Tech

How To Make An Old, Slow Phone Feel Like New Again

Just like the day you got it
IMAGE Alex Holyoake/Unsplash
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It's sad but inevitable that your once-pristine smartphone will slowly morph into a grimy, slow device unrecognizable from the cutting-edge gadget you bought home from the store. Here's how to get your phone back to its best, inside and out.

Reducing app clutter

Aside from installing any Android or iOS updates as soon as they come down the pike (unless your phone is very old), the best way of keeping your phone clutter-free is to remove the apps you're not really using—not only does it free up some precious storage space, it can also improve performance, as your handset has fewer apps and processes to worry about.

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It's time for a serious audit of what you do and don't need on your phone: That smash hit game you last played in 2015? That social messaging app all your friends have left? The good news is Android and iOS remember the apps you've paid for, so you can always install them again—just make sure you're not deleting any important data along with the app itself.

On iOS, press and hold an app icon until it shakes, then tap the small cross. On (stock) Android, press and hold on an icon in the app drawer and drag it up to the Uninstall link at the top (if you're not using stock Android, your phone will have something very similar). For a closer look at which apps are taking up room on your phone, head to General, Storage & iCloud Usage, then Manage Storage on an iPhone, or the Apps menu in Settings on an Android device.

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Remember that with a lot of apps, including Facebook, Gmail, and Twitter, there are equivalent websites you can visit in your mobile phone web browser, if you need to. As an added bonus, you might notice better battery performance the fewer apps you have weighing down your phone, just don't expect access if you don't have service.

More smartphone decluttering

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Getting rid of unused apps is a good start in tidying up your phone, but you can go further. Photos and videos are probably the next biggest space hogs on your handset and both Google and Apple provide built-in ways of freeing up some room—and you might not even have to pay for the privilege.

Google Photos, which is available on both iOS and Android, will upload all of your pictures and video clips to the cloud for safe keeping, and then delete the originals to free up space. If you're happy with a small amount of resizing (down to 16 megapixels for photos and 1080p for videos) then you can store an unlimited number of files for free; otherwise, you can pay for space on the web if you use up the 15GB you get for free.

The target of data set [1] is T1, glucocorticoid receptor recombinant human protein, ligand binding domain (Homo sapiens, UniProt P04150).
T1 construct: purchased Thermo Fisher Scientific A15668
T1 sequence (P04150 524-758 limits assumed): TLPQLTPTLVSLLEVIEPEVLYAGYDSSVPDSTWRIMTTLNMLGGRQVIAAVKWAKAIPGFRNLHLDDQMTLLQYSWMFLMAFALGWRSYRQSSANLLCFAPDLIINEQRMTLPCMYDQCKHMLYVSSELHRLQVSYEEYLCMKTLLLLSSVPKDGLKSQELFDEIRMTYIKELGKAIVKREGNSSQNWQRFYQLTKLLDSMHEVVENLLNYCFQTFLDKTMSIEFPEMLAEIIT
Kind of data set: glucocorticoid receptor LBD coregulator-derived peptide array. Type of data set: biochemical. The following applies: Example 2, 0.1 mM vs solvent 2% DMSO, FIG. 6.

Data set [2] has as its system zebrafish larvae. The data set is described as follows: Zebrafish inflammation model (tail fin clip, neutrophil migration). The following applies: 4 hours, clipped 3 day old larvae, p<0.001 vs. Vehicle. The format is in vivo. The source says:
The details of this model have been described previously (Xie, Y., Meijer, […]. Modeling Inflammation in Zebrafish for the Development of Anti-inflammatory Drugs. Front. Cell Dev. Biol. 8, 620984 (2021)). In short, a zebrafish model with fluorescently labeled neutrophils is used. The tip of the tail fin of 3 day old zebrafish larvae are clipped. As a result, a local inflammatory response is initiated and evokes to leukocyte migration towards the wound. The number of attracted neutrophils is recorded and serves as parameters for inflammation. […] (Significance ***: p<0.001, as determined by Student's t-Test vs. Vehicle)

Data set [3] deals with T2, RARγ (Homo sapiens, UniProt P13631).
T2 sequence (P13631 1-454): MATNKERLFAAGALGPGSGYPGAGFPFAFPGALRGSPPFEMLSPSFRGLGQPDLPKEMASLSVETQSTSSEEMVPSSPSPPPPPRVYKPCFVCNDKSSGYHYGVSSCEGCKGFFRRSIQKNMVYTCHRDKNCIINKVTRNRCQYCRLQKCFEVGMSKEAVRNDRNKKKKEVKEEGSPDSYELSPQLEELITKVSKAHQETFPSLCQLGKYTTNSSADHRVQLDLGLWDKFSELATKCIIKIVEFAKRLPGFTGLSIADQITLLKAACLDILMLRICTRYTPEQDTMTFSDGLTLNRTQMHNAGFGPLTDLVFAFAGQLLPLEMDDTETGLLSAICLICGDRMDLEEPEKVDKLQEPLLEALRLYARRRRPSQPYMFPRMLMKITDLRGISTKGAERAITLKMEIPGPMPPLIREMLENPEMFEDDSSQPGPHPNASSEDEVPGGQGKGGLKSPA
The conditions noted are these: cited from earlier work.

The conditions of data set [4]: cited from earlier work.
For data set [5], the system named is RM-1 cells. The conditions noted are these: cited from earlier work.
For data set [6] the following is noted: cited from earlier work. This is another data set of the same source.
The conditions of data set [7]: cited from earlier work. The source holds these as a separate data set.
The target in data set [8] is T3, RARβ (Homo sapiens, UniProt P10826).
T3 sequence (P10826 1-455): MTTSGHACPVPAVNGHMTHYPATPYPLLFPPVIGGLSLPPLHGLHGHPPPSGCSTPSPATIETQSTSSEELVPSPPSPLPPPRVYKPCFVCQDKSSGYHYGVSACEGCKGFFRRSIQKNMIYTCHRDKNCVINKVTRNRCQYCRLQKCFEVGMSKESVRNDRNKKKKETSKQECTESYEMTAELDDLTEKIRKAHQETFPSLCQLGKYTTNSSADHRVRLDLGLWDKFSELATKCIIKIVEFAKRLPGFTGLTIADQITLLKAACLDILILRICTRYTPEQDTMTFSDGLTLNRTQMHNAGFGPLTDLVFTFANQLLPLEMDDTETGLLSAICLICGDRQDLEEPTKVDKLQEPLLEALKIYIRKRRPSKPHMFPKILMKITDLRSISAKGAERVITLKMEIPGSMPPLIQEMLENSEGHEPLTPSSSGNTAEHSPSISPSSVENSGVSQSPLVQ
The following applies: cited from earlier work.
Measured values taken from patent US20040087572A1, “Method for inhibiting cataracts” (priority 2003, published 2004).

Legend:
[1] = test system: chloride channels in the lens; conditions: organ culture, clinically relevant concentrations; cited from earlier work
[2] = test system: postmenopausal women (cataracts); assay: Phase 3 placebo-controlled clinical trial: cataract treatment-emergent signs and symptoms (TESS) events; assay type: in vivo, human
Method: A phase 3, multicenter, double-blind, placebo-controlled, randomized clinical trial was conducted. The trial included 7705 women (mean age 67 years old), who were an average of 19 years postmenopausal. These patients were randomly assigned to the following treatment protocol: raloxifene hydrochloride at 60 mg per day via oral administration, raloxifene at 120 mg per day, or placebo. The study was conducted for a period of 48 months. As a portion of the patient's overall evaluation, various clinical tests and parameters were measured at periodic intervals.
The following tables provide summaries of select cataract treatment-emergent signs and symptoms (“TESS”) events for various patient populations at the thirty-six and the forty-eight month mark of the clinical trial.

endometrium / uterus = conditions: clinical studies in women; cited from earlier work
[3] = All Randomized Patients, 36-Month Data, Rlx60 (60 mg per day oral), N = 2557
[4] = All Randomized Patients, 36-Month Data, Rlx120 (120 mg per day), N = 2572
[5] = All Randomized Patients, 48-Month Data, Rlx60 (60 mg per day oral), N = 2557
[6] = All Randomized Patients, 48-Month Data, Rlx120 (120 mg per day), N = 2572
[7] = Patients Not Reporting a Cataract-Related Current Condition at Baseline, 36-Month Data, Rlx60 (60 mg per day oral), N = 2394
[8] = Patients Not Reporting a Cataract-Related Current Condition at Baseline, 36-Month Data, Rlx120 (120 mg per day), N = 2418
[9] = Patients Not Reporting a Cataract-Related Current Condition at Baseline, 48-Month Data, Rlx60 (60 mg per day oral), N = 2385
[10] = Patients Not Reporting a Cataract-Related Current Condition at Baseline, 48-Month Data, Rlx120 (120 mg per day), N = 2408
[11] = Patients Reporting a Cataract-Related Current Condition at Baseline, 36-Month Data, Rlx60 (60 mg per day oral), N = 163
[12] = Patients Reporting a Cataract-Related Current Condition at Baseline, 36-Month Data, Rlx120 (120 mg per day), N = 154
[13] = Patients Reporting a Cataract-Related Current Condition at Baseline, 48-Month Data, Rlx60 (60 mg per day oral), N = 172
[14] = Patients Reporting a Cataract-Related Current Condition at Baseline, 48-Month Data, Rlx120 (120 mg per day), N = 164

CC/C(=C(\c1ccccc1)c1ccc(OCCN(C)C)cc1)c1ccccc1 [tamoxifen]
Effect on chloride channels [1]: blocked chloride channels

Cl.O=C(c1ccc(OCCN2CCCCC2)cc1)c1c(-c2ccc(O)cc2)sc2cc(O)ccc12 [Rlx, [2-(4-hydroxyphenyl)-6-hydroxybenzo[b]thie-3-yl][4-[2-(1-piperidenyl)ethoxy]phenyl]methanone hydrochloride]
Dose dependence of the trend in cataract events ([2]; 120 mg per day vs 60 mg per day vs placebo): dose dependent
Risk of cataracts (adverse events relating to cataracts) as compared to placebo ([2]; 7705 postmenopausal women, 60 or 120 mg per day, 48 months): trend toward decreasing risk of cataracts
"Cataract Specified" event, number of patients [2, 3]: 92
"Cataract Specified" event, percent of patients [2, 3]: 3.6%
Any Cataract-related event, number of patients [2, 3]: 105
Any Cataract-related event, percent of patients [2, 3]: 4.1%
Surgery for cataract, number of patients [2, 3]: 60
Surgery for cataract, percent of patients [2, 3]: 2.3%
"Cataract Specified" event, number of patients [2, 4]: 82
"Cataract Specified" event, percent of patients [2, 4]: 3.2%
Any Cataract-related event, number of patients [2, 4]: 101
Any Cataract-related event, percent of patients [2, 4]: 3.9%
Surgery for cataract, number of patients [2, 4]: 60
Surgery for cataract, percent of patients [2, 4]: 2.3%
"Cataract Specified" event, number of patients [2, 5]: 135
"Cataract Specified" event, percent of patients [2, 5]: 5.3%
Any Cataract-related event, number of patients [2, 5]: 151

Apple has the iCloud Photo Library, which works in a similar way, though you only get 5GB of room for free. Once your pictures and videos are on the web, you can delete the originals to save space on your iPhone—head to Settings then Photos & Camera, and tap on the Optimize Storage button to keep only the most recent pictures on your iPhone. Other photos in iCloud are still shown as thumbnails, and can be downloaded in a tap.

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For the ultimate in decluttering, you can wipe your phone back to its factory settings and start again from scratch—just make sure you've backed up everything important before you do so. You can find full instructions online from Apple and Google.

Cleaning your smartphone

Thanks to all the surfaces and skin it comes into contact with—not to mention the bottom of your pockets—your phone is probably one of the dirtiest gadgets you own, whether you can see the grime or not.

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An inexpensive microfiber cloth is usually the material of choice for phone cleaning, as it won't scratch the screen on your device while it picks up dirt and dust. For displays that are a little more worse for wear, you can add a small amount of water—some guides recommend adding some alcohol to the mix but this can damage your phone. Soap should be avoided for the same reason.

A damp microfiber cloth should be enough to take care of most of the dirt on your phone—fortunately, a lot of handsets are now waterproof, making your job easier—but some cotton buds can dig out dirt from nooks and crannies. Again, add a few drops of water if you need to. If you're really struggling with buttons and holes then some tape or a quick blast of compressed air might be enough to clean out the muck.

You can pick up cheap screen cleaner kits for the job that include cloths and a solution, and beyond that—if you're really serious about killing off the bacteria on your phone—sanitizing docks are available that blast your handset with ultraviolet light. The light frequency kills off the germs you can't see and leaves your phone fresh and clean. And of course, if you don't want to do all that, you can just pick up a fresh new case.

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This story originally appeared on EPopular Mechanics.

* Minor edits have been made by the Esquiremag.ph editors.

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